(or "How To Win a Field Sprint Without Really "Trying")
Yesterday's Criterium de Bethel was the penultimate race of this year's Bethel Spring Series. After having won the first of the six races, we haven't had the leader's jersey since. But the way the series points are weighted toward the end, we're still in the hunt. Unfortunately, so are a lot of other teams.
We counted on those other teams yesterday, figuring that they would chase anyone that tried to escape and keep things together. That ended up being a mistake. Somehow, we all let Bethel's Bill Muzzio (who had come in 2nd in a previous race) get up the road with 7 others. By the time we (and apparently the rest of the teams) realized how dangerous this was, it was too late. Lance & Joel did what they could to try and bring things back together and BJ tried to bridge, but the gap had grown too large and they weren't coming back.
With all the points taken by the break, all that was left to race for was honor and, frankly, fun. It was a safe race , with only one minor, low speed crash, the result of some wheel touching in corner 1. The guys got right up - almost too quickly given that the rest of the pack was coming by. If you crash, please don't pick your bike up - and turn it laterally - until all the other racers have passed you. But that was the only "scary" bit. Even the forecast rain held off for us.
With the break up the road, it was relatively slow a lot of the time but I was glad to be able to recover from abortive chase attempts in time to have something left at the end and fly the colors.
I wasn't quite sure how best to do that though until turn 2 of the bell lap. Things had finally strung out a bit and gaps were opening up. SDC came up on my seven, tapped me to let me know he was there, and I had my unspoken answer. I started to edge to through the pack to the right side, knowing that SDC could easily follow any so-called "needle" I could thread, and - as expected - the right opened wide on the backstretch.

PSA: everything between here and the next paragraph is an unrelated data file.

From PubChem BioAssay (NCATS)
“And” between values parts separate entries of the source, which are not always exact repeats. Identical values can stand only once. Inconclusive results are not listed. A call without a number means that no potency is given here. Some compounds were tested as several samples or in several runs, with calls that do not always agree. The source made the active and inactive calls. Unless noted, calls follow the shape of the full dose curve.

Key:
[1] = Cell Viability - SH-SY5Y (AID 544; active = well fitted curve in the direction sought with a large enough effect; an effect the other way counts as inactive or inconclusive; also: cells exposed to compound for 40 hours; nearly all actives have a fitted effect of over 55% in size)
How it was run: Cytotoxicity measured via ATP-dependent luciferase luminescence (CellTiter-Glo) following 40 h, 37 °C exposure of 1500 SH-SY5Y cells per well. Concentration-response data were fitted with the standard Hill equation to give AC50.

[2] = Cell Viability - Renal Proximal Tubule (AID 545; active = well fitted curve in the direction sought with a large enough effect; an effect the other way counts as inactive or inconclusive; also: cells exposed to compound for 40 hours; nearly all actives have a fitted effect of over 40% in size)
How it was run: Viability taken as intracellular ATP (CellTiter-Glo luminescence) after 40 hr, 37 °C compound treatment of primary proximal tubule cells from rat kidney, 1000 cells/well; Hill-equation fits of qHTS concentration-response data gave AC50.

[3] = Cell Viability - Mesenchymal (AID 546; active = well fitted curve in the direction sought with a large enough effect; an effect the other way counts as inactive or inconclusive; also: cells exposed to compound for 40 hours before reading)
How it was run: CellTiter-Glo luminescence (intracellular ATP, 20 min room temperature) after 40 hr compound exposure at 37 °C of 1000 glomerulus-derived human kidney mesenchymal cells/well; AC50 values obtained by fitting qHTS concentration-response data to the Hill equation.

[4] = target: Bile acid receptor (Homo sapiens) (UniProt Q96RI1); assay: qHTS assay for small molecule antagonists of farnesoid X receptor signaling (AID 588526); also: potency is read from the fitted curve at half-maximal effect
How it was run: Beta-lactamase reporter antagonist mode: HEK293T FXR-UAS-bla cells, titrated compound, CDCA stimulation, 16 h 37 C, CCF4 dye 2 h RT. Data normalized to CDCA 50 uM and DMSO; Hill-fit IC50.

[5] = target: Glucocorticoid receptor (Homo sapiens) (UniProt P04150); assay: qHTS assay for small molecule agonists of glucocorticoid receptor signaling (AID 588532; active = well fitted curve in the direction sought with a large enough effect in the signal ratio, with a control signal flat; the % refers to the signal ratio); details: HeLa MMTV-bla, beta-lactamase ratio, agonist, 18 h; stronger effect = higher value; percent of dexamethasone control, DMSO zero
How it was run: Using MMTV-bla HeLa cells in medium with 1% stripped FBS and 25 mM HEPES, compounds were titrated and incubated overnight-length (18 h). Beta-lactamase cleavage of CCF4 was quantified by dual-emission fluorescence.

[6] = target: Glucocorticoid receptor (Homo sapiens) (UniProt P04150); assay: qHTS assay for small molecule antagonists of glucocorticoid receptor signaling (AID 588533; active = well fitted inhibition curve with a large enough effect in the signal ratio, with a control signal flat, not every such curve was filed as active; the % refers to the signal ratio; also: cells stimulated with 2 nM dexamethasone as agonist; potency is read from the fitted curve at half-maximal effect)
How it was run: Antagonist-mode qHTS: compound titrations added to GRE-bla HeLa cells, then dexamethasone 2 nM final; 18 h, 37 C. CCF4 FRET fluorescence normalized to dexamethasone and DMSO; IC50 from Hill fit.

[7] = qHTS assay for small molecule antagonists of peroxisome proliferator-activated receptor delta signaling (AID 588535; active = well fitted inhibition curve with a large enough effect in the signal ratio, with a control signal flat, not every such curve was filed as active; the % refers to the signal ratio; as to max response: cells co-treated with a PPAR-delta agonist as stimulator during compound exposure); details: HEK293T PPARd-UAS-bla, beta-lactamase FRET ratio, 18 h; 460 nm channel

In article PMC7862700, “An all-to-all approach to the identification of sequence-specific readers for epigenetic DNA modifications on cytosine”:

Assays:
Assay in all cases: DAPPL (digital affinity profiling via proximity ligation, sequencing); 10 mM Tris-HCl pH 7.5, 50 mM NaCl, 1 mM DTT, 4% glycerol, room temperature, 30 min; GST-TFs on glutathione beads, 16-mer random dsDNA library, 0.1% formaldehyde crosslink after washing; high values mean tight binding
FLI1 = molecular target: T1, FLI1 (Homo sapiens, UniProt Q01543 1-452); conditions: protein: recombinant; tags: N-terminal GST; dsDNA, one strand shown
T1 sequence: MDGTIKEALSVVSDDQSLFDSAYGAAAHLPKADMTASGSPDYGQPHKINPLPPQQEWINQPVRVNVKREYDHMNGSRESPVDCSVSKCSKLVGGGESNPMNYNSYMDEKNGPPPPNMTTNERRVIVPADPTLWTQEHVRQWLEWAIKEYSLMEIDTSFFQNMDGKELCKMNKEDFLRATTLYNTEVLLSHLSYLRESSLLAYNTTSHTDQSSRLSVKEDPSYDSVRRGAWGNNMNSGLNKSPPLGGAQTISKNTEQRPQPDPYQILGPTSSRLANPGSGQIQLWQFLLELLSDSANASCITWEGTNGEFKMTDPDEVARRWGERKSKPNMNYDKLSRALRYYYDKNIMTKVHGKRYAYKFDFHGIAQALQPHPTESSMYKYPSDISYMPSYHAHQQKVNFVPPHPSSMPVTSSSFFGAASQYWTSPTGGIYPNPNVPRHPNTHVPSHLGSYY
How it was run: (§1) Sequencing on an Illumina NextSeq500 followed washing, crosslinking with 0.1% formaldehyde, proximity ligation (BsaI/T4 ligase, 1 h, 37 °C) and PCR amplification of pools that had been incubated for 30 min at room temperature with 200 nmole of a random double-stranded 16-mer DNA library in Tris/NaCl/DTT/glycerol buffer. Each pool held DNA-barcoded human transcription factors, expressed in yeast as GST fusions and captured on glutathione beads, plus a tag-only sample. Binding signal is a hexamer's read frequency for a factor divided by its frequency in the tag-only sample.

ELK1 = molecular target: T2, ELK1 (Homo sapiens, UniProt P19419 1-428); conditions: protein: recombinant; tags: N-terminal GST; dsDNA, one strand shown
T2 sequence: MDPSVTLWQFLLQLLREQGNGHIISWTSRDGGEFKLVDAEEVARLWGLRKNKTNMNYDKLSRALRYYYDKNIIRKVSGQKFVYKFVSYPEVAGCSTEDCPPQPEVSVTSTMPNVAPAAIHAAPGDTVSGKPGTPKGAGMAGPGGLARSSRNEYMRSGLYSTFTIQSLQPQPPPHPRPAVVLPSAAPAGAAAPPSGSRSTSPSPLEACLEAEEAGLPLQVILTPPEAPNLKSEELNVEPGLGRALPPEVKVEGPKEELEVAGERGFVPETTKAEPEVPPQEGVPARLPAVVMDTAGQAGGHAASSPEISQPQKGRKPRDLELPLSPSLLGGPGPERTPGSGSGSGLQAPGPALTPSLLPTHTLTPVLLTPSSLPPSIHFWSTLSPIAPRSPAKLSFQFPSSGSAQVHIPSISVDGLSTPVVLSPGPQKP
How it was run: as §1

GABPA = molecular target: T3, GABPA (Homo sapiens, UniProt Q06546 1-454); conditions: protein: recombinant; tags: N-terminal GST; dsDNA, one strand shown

Diving into the deep end of the huge opening, I didn't care so much that I was going right into the wind. I dug in and we passed by the arrowhead that was charging on the left side near the yellow line.
Shortly after we passed the front, I heard SDC yell "GO! GO!" and I dug deeper, committed to the lead out. We were only racing for 9th at that point, but I was going to do my best to get SDC to the line ahead of everybody that was left.
As I approached the bottom of the hill, I was fading fast and hoping that SDC would be coming around me any second. Why doesn't he come around?? I peeked to make sure that whatever direction I pulled off on wouldn't interfere with his line, but when I looked behind I saw I had a huge gap on him and the rest of the field.
Wait, WHAT?! That's not supposed to happen!
That was my first thought, but my second thought was "OH CRAP! Now I gotta try and hold this to the line!"
Well, as you no doubt guessed (my blogpost titles aren't usually subtle), I held it. Just barely. And with a little unwitting help from my friends.
What I didn't know was happening behind me I found out about after the race. They say the most convincing liars are those that actually believe the lie they're telling. Well, apparently, the corrrollary to that is the best way to fool everybody else is to fool yourself. *I* thought I was doing a lead out, but everybody else thought I was just going too early and was therefore doomed. By the time SDC politely mentioned in passing yelled to the guys around him "GO! GO! HE'S LEADING ME OUT!!" (I'd only heard the first part), I'd already gotten a healthy gap. So my friends in the pack may not have meant to help me, but by sitting up or otherwise not launching as early as I did, I caught them sleeping made it to the line first.
Well, ninth. Those eight escapees came in a good bit ahead of me, taking all of yesterday's points with them and putting Bethel's Muzzio in the leader's jersey going into the final week.
We have one race left and few cards left to play. But we're still in the game. And with the Easter holiday we have two weeks to come up with a strategy that'll put us in yellow when it matters most. Hopefully there'll be nothing accidental about that.